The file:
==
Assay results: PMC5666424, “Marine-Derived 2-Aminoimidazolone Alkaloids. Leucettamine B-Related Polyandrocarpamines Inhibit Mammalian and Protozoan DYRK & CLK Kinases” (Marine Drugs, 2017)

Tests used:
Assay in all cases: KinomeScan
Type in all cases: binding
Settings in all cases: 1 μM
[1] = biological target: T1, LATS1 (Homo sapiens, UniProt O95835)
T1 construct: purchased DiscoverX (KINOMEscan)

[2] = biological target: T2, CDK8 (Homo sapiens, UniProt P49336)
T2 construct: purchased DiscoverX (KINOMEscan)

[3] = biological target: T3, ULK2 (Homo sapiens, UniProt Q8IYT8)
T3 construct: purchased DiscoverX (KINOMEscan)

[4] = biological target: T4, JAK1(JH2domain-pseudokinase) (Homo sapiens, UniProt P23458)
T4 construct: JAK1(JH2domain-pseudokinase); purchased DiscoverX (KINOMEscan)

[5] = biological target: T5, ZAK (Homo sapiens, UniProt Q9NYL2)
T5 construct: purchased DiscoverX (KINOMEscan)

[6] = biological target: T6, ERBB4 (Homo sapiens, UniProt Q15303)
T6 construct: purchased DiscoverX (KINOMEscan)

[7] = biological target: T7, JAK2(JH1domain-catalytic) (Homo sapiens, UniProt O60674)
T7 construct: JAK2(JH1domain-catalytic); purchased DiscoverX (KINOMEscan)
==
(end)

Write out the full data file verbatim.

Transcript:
Assay results: PMC5666424, “Marine-Derived 2-Aminoimidazolone Alkaloids. Leucettamine B-Related Polyandrocarpamines Inhibit Mammalian and Protozoan DYRK & CLK Kinases” (Marine Drugs, 2017)

Tests used:
Assay in all cases: KinomeScan
Type in all cases: binding
Settings in all cases: 1 μM
[1] = biological target: T1, LATS1 (Homo sapiens, UniProt O95835)
T1 construct: purchased DiscoverX (KINOMEscan)

[2] = biological target: T2, CDK8 (Homo sapiens, UniProt P49336)
T2 construct: purchased DiscoverX (KINOMEscan)

[3] = biological target: T3, ULK2 (Homo sapiens, UniProt Q8IYT8)
T3 construct: purchased DiscoverX (KINOMEscan)

[4] = biological target: T4, JAK1(JH2domain-pseudokinase) (Homo sapiens, UniProt P23458)
T4 construct: JAK1(JH2domain-pseudokinase); purchased DiscoverX (KINOMEscan)

[5] = biological target: T5, ZAK (Homo sapiens, UniProt Q9NYL2)
T5 construct: purchased DiscoverX (KINOMEscan)

[6] = biological target: T6, ERBB4 (Homo sapiens, UniProt Q15303)
T6 construct: purchased DiscoverX (KINOMEscan)

[7] = biological target: T7, JAK2(JH1domain-catalytic) (Homo sapiens, UniProt O60674)
T7 construct: JAK2(JH1domain-catalytic); purchased DiscoverX (KINOMEscan)